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Building a Framework

There is an oft-used adage in the helicopter business, indeed in all of aviation, that “any accident affects all of us.”


March 5, 2014
By Walter Heneghan

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There is an oft-used adage in the helicopter business, indeed in all of aviation, that “any accident affects all of us.” Being directly involved in safety management for more than seven years now, I am all too familiar with this saying and it keeps me in a state of “constant un-ease” regarding our operations. Lately, though, I have taken to contemplating the safety management challenges in other aspects of the Canadian transportation industry – planes, trains and pipelines. Since Lac Megantic, I look at trains from a different perspective and the recent pipeline explosion in southern Manitoba together with the ongoing Northern Gateway and XL pipeline debates have placed the pipeline industry in the forefront. For these industries, the adage has rung true and has focused the public eye on how safety is managed by railways and pipeline companies. Safety Management Systems (SMS) are getting plenty of attention; how do they compare to what’s required in aviation?

The Railway Safety Act was amended in 2001 to require rail companies to “…implement and maintain a safety management system…” The Railway SMS regulations apply to all railways regardless of size and specify the components required to meet the regulations including the need for safety policies, performance targets, risk control strategies and documentation. There is also a mandated requirement to submit a report each year to the Minister of Transport although there is no mention in the regulations of what type of audit, inspection or program validation process is in effect. Certainly, the Transportation Safety Board investigation into the Lac Megantic tragedy is likely to champion changes.

The National Energy Board (NEB) through the National Energy Board Onshore Pipeline Regulations (OPR) largely regulates the pipeline industry. Revised in 2013, the update stipulated the requirement of an accountable officer who “…has the authority over the company’s human and financial resources required to establish, implement and maintain its management system and protection programs, and to ensure that the company meets its obligations for safety, security and protection of the environment.” There is no specific SMS language in the regulation and the safety management requirements are addressed in section 47 of the regulations by stating only this: “A company shall develop, implement and maintain a safety management program that anticipates, prevents, manages and mitigates potentially dangerous conditions and exposure to those conditions during all activities relating to construction,
operation, maintenance, abandonment and emergency situations.”

For aviation, the requirements for a SMS are set out in more explicit detail as stated in Part 107 of the Canadian Aviation Regulations, albeit currently just for Part 705 operations. In addition, there is considerable guidance provided on the Transport Canada (TC) website for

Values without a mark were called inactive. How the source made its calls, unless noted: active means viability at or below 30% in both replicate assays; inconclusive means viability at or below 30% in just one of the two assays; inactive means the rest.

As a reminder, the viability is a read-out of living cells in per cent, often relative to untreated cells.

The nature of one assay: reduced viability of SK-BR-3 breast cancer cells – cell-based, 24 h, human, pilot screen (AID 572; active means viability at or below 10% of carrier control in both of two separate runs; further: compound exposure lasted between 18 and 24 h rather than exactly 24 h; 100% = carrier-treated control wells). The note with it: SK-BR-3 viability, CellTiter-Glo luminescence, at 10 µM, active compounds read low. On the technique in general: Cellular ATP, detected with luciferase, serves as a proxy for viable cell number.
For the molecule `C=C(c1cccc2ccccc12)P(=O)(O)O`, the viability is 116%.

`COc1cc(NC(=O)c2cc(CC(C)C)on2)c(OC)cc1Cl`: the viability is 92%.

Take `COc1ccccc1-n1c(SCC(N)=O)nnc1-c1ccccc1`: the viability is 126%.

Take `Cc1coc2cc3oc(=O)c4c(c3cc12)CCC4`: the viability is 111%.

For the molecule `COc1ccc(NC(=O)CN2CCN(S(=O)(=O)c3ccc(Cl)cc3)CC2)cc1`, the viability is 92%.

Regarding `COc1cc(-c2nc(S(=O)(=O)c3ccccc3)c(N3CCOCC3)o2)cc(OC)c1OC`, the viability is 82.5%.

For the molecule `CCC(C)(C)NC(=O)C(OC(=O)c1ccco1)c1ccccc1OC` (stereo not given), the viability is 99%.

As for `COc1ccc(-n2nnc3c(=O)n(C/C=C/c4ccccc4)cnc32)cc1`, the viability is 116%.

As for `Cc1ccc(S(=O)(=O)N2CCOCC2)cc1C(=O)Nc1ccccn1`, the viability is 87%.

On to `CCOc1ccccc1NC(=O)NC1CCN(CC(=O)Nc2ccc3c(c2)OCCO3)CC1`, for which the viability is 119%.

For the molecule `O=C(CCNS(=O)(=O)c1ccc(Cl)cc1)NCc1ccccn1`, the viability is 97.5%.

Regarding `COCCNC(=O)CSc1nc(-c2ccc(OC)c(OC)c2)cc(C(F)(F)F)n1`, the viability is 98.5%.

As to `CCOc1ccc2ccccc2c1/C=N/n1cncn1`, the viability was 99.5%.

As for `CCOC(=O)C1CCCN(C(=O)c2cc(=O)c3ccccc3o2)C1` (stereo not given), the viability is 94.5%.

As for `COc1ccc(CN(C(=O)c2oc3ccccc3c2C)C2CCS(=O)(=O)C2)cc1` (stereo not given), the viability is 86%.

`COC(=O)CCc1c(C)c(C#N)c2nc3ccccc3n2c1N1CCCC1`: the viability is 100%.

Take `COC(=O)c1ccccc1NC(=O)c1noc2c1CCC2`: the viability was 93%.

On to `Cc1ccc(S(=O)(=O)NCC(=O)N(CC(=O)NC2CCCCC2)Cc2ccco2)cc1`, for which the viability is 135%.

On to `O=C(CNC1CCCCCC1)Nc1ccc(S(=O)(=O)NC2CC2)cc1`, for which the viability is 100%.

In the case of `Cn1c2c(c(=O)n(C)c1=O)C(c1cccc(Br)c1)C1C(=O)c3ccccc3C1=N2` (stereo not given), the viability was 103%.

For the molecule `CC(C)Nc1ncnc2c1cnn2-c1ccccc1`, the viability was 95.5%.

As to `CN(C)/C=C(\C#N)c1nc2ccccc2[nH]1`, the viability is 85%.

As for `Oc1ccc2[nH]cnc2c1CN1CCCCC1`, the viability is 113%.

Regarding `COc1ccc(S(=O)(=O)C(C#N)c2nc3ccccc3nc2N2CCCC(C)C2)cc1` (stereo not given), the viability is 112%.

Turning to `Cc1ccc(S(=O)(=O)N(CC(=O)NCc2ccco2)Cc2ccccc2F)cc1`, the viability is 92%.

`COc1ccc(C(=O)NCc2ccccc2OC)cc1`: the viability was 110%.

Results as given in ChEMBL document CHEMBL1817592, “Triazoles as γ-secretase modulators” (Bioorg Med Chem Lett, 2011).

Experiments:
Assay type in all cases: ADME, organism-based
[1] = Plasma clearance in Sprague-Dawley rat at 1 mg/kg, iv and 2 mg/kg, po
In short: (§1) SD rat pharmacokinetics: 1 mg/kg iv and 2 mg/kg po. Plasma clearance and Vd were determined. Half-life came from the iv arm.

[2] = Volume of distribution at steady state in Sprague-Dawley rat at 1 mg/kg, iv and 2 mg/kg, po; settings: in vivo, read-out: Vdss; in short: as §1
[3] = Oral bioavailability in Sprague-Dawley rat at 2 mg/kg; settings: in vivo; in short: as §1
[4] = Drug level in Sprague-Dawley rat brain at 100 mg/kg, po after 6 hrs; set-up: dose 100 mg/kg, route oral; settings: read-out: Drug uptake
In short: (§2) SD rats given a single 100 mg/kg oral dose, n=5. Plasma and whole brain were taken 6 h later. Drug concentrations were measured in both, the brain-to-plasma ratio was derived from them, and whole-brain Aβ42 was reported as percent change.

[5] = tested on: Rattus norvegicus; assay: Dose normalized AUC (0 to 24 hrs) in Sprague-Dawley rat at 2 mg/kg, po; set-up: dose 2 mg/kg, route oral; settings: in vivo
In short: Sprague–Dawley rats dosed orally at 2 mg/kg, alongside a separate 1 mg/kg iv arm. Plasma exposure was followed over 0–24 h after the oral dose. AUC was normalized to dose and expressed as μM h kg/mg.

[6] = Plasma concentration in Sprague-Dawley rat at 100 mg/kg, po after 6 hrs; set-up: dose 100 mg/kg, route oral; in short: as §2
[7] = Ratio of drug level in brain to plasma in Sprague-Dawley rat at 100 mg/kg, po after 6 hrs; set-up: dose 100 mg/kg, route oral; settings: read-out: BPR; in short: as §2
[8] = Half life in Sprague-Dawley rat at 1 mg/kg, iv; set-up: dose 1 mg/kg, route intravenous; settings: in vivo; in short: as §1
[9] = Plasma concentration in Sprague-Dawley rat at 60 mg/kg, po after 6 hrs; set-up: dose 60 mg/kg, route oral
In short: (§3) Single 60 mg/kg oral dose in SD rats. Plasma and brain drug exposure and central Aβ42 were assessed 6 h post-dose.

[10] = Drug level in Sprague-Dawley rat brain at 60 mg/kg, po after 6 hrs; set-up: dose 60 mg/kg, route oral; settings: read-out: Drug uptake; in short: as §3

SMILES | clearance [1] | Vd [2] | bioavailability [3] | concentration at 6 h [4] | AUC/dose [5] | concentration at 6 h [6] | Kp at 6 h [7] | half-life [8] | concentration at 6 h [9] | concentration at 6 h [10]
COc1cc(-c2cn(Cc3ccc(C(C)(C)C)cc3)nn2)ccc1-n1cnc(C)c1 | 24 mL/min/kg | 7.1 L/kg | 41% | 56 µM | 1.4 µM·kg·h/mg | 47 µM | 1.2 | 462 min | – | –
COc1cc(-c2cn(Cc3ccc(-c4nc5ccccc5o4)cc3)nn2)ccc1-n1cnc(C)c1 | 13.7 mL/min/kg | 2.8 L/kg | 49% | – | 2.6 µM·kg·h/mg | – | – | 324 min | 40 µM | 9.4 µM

establishing a SMS, even if it is not yet required for the majority of Canadian operators.

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It appears that the aviation side of things is certainly leading the pack – we have comprehensive audit schedules, there is substance to the regulation and there is plenty of guidance regarding how to establish an effective SMS. The results of the Program Validation Process (PVI) are part of the public record and available to anyone who is interested to pursuing a Freedom of Information request. Aviation companies are audited by a wide range of customers on a regular basis, often against standards that are much more stringent than what is being asked from the regulator. It appears that we are well ahead of both the pipeline and railway industries, begging the question, “Why doesn’t the federal government standardize the language of SMS?” There is a wide variance in regulatory guidance and in oversight. The language for aviation SMS requirements is much more specific than that for the railway companies and the audit process appears much more comprehensive.

For my money, this is worrisome. While TC has provided plenty of guidance regarding SMS, the fact that the regulations do not apply to the majority of operators should be cause for concern. Much of the progress in the development of SMS is being driven by our client base just as much of the progress in the railway and pipeline industries appear driven by reactive processes to major events. SMS, if properly implemented and validated, can make the transportation sector safer. Why doesn’t the government take these lessons learned and standardize the language of SMS and ensure implementation across these industries through proper regulation and adequate funding? As citizens, we are owed nothing less.


Walter Heneghan is the VP of Safety and Quality at Canadian Helicopters. A passionate advocate for aviation safety and sound risk management, the veteran pilot presents his regular column for Helicopters magazine.


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